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Discovered: May 22, 2002
Updated: February 13, 2007 11:57:34 AM
Also Known As: W32.Simile, {Win32, Linux}/Simile.D, {Win32, Linux}/Etap.D
Type: Virus
Systems Affected: Linux, Windows

{Win32,Linux}/Simile.D is a very complex virus that uses entry-point obscuring, metamorphism, and polymorphic decryption. It is the first known polymorphic metamorphic virus to infect under both Windows and Linux. The virus contains no destructive payload, but infected files may display messages on certain dates. It is the fourth variant of the Simile family. This variant introduces a new infection mechanism on Intel Linux platforms, infecting 32-bit ELF files (a standard Unix binary format). The virus infects Portable Executable (PE) files as well as ELFs on both Linux and Win32 systems. So far Symantec has not received any submissions of this virus from customers.

NOTE: The {Win32,Linux} reference follows the CARO (Computer Anti-virus Researchers Organization) standard naming convention. This is meant to imply that a threat can infect across multiple platforms, Win32 and Linux. Another such example would be {Win32,W97M}.

Norton AntiVirus detects the virus as W32.Simile in infected PE files and as Linux.Simile in infected ELF files. As a result, we have two different platform identifiers for this virus and detect the family of this virus under a single generic name without the usual variant letters in the name.

Portable Executable (PE) files
PE files are files that are portable across all Microsoft 32-bit operating systems. The same PE-format executable can be executed on any version of Windows 95, 98, Me, NT, and 2000. Therefore, all PE files are executable, but not all executable files are portable.

A good example of a Portable Executable is a screen saver (.scr) file.

Antivirus Protection Dates

  • Initial Rapid Release version May 30, 2002
  • Latest Rapid Release version May 30, 2002
  • Initial Daily Certified version May 30, 2002
  • Latest Daily Certified version May 30, 2002
  • Initial Weekly Certified release date June 05, 2002

Click here for a more detailed description of Rapid Release and Daily Certified virus definitions.

Technical Description

When the virus is first executed, it checks the current date.

  • If the date is March 17 or September 17, and the virus host is a PE file, it displays this message:

  • If the date is March 17 or May 17, and the virus host is an ELF file, the virus attempts to output a text message to the console. The message will be similar to the following:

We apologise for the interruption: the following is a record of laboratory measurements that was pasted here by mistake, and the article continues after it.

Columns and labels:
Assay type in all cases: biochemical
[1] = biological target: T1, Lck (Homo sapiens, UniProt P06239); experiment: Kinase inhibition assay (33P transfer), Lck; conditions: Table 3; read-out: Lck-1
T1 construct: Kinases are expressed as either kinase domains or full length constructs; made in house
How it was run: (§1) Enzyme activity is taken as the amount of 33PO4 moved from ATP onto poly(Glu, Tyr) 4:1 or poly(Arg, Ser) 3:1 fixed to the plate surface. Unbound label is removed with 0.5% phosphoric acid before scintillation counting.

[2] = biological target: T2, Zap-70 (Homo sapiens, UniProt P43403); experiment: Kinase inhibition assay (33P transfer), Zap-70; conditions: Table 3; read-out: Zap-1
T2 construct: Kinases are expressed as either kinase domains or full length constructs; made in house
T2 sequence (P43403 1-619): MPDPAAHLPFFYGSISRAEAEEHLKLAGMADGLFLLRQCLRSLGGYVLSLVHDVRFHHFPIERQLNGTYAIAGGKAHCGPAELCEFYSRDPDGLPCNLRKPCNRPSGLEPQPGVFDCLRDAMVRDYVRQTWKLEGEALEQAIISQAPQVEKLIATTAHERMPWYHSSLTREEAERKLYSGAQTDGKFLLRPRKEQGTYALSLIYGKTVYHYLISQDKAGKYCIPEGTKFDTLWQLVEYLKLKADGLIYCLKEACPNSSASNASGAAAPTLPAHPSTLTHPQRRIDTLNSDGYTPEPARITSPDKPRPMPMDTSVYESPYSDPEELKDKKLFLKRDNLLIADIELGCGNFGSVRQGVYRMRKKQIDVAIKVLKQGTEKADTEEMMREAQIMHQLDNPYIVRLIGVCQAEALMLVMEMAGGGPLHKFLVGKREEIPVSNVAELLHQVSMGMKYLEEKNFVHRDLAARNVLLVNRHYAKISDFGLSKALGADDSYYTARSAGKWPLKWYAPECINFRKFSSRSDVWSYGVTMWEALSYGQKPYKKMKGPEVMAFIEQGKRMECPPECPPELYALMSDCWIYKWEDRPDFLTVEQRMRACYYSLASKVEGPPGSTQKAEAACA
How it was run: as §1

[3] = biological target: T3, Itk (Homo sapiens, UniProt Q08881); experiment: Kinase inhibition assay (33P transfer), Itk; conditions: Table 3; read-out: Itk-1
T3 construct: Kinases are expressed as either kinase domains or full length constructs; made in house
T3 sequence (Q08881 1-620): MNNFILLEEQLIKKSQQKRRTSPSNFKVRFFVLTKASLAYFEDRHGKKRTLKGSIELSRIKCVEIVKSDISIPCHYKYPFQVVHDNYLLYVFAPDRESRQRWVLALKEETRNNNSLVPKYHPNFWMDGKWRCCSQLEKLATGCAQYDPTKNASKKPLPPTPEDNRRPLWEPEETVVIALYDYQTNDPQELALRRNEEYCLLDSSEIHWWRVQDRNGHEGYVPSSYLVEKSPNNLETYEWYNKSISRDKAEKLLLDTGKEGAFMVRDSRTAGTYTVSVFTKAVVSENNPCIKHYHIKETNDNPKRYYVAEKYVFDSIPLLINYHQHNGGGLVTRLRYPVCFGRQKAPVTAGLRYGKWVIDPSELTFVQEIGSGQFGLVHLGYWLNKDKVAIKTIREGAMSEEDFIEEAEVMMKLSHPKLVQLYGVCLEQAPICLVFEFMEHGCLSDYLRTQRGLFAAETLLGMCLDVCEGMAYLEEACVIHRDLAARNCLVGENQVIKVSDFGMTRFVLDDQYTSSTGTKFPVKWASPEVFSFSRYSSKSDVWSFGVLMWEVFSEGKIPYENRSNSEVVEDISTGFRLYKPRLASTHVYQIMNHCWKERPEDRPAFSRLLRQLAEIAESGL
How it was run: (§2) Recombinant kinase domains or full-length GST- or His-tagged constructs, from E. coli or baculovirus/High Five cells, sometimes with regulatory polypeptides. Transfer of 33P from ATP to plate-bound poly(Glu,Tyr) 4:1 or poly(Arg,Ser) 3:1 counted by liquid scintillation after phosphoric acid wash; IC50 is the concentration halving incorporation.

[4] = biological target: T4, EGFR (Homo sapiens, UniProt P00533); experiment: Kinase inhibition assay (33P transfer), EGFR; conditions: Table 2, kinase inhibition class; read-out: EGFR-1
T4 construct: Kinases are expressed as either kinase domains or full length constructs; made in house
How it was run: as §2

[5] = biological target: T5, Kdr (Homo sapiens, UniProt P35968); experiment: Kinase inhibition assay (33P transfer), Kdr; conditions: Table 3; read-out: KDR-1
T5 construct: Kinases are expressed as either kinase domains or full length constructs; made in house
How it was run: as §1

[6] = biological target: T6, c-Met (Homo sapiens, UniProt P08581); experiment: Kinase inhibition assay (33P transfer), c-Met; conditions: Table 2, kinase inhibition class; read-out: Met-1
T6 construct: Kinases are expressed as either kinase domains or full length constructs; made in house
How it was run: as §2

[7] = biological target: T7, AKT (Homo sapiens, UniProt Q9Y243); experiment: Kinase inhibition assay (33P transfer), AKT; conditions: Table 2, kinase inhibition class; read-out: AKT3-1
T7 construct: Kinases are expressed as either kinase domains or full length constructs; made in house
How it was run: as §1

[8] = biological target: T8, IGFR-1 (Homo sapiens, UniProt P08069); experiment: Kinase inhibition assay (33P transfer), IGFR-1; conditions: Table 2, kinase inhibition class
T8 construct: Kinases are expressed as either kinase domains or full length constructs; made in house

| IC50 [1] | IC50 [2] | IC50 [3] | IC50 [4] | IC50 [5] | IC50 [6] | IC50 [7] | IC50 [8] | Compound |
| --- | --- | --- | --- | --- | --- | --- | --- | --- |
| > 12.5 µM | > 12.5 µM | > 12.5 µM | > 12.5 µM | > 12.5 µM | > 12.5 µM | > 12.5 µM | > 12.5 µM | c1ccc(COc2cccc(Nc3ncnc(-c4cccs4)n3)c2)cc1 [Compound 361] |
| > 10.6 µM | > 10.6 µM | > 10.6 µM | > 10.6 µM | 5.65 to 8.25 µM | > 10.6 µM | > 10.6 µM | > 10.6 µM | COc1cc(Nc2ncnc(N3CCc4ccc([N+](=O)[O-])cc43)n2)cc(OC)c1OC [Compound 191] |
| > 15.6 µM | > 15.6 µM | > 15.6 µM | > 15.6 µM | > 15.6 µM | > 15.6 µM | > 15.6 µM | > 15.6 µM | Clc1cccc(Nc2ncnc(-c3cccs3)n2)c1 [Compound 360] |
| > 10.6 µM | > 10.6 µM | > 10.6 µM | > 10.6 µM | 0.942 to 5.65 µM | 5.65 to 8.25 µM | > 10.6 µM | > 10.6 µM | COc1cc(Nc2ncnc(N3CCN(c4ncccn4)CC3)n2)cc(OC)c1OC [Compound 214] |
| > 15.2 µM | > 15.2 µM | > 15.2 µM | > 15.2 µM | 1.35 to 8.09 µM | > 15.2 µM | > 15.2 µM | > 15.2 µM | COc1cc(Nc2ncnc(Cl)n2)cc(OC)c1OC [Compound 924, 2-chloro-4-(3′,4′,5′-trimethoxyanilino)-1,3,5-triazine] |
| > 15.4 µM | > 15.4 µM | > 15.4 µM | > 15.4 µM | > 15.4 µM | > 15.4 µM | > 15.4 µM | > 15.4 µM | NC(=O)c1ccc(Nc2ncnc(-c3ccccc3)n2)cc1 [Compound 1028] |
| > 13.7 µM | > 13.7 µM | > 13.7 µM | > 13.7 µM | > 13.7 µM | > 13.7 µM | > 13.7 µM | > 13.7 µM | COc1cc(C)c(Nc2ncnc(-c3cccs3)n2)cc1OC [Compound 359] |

The first Win32/Linux cross-infector, {Win32,Linux}/Peelf, uses two separate routines to carry out the infection on PE and ELF files. This variant of Simile shares a substantial amount of code between the two infection functions, such as the polymorphic/metamorphic engines, the only platform-specific parts being the directory traversal code and the API usage.

The virus was confirmed to infect successfully under versions 6.2, 7.0 and 7.2 of Red Hat Linux, and it very likely works on most other common Linux distributions.

Infected files will grow by about 110 KB on average, but the size increase is variable due to the shrinking and expansion capability of the metamorphic engine and to the insertion method.


Symantec Security Response encourages all users and administrators to adhere to the following basic security "best practices":

  • Use a firewall to block all incoming connections from the Internet to services that should not be publicly available. By default, you should deny all incoming connections and only allow services you explicitly want to offer to the outside world.
  • Enforce a password policy. Complex passwords make it difficult to crack password files on compromised computers. This helps to prevent or limit damage when a computer is compromised.
  • Ensure that programs and users of the computer use the lowest level of privileges necessary to complete a task. When prompted for a root or UAC password, ensure that the program asking for administration-level access is a legitimate application.